The basics of the fabrication process are in some respects similar to other surface micromachining processes; the etching of one or more sacrificial layers releases the mechanical structures. CMOS technology is used to fabricate control circuits and SRAM memory cells.
A thick silicon dioxide layer is deposited over the second CMOS metal layer.
A CMP of this silicon dioxide layer provides a flat starting surface for the subsequent building of the DMD structures.
A third aluminum metal layer is sputter deposited and patterned to provide bias and address electrodes, landing pads, and electrical interconnects to the underlying electronics.
Photoresistis spin deposited, exposed, developed, and hardened with ultraviolet (UV) light toform the first sacrificial layer (sacrificial spacer 1). A sputter deposition of an aluminum alloy (98.8% Al, 1% Si, 0.2% Ti) defines the hinge metal layer.
A thin silicon dioxide then deposited with PECVD and patterned to protect the torsion hinge regions.The aluminum is not etched after this step.
Retaining this silicon dioxide mask, another sputtering step deposits a thicker yoke metal layer, also made of a proprietary aluminum alloy.
A thin layer of silicon dioxide is subsequently deposited andpatterned in the shape of the yoke and anchor posts.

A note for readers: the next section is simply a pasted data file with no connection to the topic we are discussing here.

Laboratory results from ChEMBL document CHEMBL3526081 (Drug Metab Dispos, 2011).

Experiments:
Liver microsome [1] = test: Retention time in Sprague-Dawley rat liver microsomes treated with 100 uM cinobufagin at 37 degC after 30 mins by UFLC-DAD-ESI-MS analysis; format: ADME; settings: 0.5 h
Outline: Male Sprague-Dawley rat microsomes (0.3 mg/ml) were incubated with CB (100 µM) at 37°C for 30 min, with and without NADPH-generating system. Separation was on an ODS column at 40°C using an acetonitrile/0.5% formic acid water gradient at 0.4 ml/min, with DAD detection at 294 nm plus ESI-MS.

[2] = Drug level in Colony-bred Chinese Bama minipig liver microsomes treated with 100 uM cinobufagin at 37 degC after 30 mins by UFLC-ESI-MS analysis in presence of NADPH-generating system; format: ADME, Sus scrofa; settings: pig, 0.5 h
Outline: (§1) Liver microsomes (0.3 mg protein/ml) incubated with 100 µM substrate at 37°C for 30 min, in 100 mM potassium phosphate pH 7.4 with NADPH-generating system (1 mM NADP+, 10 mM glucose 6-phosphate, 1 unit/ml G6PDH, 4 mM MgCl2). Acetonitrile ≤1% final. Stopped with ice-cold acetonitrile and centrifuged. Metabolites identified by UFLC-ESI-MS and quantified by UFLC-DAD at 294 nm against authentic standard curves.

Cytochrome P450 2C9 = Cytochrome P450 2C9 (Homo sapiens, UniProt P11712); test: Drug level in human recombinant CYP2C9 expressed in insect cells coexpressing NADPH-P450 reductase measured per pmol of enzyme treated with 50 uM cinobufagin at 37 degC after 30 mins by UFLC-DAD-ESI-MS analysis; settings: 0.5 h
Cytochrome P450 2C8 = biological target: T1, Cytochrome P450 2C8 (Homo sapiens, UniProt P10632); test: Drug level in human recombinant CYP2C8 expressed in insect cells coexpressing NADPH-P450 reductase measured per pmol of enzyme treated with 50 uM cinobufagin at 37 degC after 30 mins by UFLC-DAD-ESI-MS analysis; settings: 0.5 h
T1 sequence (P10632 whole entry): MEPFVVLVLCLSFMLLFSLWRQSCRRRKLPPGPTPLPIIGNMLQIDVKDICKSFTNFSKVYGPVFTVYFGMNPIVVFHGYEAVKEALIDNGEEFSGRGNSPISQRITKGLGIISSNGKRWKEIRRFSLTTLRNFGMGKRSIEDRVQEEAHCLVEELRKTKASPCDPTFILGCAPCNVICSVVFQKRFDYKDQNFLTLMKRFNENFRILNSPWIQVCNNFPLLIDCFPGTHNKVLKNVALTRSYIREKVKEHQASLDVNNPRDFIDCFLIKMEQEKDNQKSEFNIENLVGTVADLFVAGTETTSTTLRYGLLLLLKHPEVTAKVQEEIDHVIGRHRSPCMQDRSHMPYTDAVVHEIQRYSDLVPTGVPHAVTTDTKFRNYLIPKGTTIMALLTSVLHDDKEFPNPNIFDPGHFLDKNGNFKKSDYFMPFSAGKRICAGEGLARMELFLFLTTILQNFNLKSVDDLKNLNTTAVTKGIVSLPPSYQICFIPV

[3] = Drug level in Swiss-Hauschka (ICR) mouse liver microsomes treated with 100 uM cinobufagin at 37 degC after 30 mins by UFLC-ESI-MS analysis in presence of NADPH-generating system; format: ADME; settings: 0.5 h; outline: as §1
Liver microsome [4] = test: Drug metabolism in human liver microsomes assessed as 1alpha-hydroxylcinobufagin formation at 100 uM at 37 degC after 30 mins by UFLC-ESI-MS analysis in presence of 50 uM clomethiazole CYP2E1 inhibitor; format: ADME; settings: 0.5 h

An etch step removes the exposed aluminum areas down to the organic sacrificial layer. But in the regions where the oxide hinge mask remains, only the thick yoke metal is removed, stopping on the silicon dioxide mask and leaving intact the thin torsional hinges.
Both silicon dioxide masking layers are stripped before a second sacrificial layer, also made of UV-hardened photoresist, is deposited and patterned. Yet another aluminum alloy sputter deposition defines the mirror material and the mirror post.
A silicon dioxide mask protects the mirror regions during etch of the aluminum alloy.
The remaining fabrication steps address the preparation for sawing and packaging,made difficult by the delicate micromechanical structures. A wafer saw cuts thesilicon along edge scribe lines to a depth that allows breaking the individual dice apart at a later stage.
An oxygen-plasma etch step removes both sacrificial layers and releases the micromirrors.
A special passivation step deposits a thin, antistictionnlayer to prevent any adhesion between the yoke and the landing pads. Finally, a singulation process breaks apart and separates the individual dice.